Eventually, Krzyzewski and Duke beat out the rest of his suitors.

“I was thinking, ‘What team’s the best, and what coaching staff has my best interest in mind?’” Ojeleye said. “And I thought Coach K and his coaching staff really meshed with me. That’s what it came down to.”

It certainly didn’t hurt that Krzyzewski came to Ottawa for an in-home visit in September, to meet with the Ojeleye family.

“That sent me a message that I was important to them,” said Ojeleye, who committed to Duke during that meeting. “From there, just whenever we talked, we talked about me off the court as well as on the court.”

McKowen considers Duke the perfect fit for Ojeleye, a 4.0 student who wants a great college education.

“Duke might have been the only place he could’ve chose to go that nobody could complain about,” McKowen said. “If he would’ve went to KU or K-State, he would’ve made half the people mad and half the people happy.”

Returning to ‘game 26’

The four seasons Ojeleye has worn Ottawa red and white have been bliss for Cyclones fans. OHS has gone 77-10 since his arrival and advanced to the Class 4A state title game three straight years. Ottawa lost to Kansas City, Kan., Sumner Academy in 2010 (66-45) and 2011 (66-60) before Ojeleye’s junior season ended in 2012 with a 56-52 loss to Basehor-Linwood.

The program’s only state championship came in 1971, as a 3A school. On slow practice days, McKowen might dangle a 2013 title in front of the players as motivation. They need to prepare with speed and tempo then “for game 26,” he’ll remind them. But, in general, the top-ranked 4A team doesn’t have to talk about its chase for a title. As McKowen pointed out, Ojeleye isn’t the only OHS senior. Natt, Austin Blaue, Dillon Boeh, Taylor Graf, Alex Hasty, Jordan Markley, Wyatt Peters and Kaden Shaffer are experienced, too.

“All of them have been through it,” their coach said of the previous three seasons. “If they weren’t on the (varsity) team, they were in the program, so they’ve been through the emotional roller coaster, and every one of them was on the team last year.”

The group’s collective mettle even surprises McKowen at times. He wasn’t at all satisfied with how the Cyclones, who hadn’t played a game in more than two weeks, practiced the day before their January opener. But Ottawa beat Paola, 77-30, the following night behind Ojeleye’s 56 points.

So far this season, Ottawa has averaged 71.7 points a game, winning by an average margin of 32.1.

“I have to be everywhere,” he said of his approach. “That’s inside, outside. As the game starts to flow, if the guys are going, I just need to step up defensively. If they’re not, then I need to carry the scoring load that much more. I just kind of have to read the game and react to it.”

The Cyclones, who play host to Eudora tonight and will travel next week to the Basehor-Linwood Invitational, will spend January and February building toward a fourth straight state-tournament berth. If along the way Ojeleye seems detached or businesslike after throwing down an alley-oop as easily as most people tie their shoes, don’t think for a second he isn’t reveling in his team’s success.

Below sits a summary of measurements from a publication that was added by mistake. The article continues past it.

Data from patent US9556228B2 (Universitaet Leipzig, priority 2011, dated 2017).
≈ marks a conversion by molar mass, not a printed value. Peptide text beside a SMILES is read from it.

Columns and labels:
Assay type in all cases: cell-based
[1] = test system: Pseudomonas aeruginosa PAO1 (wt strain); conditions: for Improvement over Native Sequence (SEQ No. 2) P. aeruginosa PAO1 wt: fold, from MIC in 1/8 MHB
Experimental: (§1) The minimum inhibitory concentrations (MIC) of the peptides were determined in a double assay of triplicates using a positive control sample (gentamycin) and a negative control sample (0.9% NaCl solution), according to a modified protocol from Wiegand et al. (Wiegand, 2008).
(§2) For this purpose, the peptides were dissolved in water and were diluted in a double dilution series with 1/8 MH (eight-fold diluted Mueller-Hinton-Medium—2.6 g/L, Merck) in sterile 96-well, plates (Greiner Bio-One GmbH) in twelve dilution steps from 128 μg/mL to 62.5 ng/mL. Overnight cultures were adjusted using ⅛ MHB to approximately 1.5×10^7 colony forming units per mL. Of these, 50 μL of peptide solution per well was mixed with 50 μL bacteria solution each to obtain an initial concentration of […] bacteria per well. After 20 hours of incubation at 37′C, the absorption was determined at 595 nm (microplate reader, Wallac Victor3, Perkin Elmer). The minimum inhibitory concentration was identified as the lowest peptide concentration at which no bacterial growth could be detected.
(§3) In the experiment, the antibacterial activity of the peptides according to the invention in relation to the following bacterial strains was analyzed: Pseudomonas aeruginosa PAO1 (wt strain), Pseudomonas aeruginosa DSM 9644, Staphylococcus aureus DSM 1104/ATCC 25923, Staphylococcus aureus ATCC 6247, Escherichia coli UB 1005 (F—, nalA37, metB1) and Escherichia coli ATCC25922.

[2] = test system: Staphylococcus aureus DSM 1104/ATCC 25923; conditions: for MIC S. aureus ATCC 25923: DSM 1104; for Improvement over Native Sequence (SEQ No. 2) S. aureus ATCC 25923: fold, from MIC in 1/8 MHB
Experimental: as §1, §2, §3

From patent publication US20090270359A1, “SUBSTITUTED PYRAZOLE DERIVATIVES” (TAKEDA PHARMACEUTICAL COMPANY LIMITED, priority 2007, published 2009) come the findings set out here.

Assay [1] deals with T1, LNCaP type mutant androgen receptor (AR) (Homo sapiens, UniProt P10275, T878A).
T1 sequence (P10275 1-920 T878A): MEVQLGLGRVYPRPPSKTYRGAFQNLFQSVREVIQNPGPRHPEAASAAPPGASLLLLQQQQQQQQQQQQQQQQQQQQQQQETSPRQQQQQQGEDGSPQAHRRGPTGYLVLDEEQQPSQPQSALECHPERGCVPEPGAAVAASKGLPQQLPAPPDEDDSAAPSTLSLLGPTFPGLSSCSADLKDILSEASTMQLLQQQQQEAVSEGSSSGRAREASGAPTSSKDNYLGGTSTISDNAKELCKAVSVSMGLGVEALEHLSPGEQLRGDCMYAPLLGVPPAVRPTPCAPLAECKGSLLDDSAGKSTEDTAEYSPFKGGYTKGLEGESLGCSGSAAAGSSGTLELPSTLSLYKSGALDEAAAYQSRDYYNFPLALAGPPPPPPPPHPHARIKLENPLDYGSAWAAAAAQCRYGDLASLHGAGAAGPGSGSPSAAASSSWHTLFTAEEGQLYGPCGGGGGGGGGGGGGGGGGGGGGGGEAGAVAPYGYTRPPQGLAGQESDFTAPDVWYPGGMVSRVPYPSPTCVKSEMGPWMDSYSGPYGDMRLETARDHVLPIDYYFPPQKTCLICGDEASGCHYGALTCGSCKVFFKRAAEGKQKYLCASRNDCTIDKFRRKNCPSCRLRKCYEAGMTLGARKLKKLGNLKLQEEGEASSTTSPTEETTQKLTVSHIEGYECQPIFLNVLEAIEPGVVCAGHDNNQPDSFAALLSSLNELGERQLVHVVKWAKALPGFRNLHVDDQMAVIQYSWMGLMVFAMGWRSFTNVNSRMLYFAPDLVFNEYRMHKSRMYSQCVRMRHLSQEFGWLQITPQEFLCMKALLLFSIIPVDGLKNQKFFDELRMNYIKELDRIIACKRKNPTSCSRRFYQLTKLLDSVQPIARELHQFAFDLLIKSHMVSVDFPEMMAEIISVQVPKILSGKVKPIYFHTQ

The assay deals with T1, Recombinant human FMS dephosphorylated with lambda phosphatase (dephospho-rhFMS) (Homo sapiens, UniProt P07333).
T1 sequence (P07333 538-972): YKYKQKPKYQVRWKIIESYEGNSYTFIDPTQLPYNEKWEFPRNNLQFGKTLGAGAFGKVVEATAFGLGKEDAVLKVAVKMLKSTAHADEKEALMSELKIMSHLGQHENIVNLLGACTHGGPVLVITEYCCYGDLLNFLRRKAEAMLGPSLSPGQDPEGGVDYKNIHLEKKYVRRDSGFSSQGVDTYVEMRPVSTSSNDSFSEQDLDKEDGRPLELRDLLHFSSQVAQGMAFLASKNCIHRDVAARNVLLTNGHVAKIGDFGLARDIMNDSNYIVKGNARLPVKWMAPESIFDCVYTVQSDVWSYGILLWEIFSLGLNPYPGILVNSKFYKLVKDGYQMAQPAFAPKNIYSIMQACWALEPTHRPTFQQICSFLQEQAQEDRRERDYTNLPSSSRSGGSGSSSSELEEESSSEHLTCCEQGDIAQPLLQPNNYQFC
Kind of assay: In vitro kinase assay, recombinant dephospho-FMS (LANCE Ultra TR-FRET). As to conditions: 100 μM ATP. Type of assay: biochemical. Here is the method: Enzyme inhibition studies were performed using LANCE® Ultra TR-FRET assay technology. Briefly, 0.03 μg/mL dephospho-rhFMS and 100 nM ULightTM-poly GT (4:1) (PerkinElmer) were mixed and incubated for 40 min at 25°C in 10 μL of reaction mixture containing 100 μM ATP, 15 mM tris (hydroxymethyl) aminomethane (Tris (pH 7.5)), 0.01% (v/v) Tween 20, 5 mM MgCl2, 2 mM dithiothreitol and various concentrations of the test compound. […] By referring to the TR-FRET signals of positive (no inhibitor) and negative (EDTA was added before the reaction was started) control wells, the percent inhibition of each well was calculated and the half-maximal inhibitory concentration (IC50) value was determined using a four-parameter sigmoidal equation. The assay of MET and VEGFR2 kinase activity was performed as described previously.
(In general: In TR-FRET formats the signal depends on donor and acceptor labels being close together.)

“We want to enjoy the moment,” he said, “have some fun, and whatever happens, happens.”

Comments

JhawkalumJB 1 year, 3 months ago

I don't blame any kid for going to Duke or Stanford over KU, especially Stanford. He is a 4.0 student and both Duke and Stanford are superior to KU academically. Superior academics AND quality athletics. This kid has a good head on his shoulders, and is hopefully thinking of life beyond b-ball selecting Duke over KU.

As a KU alum and fan I don't blame him at all for going to Duke. Sounds like they did a better job recruiting him anyways. It's only relevant to us because he' s from Kansas. We'll be fine.

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Jayhawk470 1 year, 3 months ago

How did Self not get this kid? He was literally right under our nose, just a drive down US-59, and Self loses him to Coach K? Inexcusable.

It's not often the state of Kansas produces big-time talent like this. So it is a big recruiting blunder on Self's part when he can't get talent in his own backyard to come to the state's biggest basketball program.

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Michael Pannacciulli 1 year, 3 months ago

Yuk. As if I needed more reasons to hate on Dook.

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Jayhacker 1 year, 3 months ago

I've seen Semi play at least 2-3 games per year since he was in the 5th grade, including last night's 40 point outing against Eudora (BTW, he was selected by the student body to be "Winter Homecoming King"). I have no knock on him personally; he's a really well-rounded kid from a solid family. He has tremendous offensive skills, a lot of room to grow on the defensive side, and seems to have a good "life plan." Would I like to have seen him play for KU? You bet, but I have a lot more trust in Bill Self's assessment of "fit" than do some others here.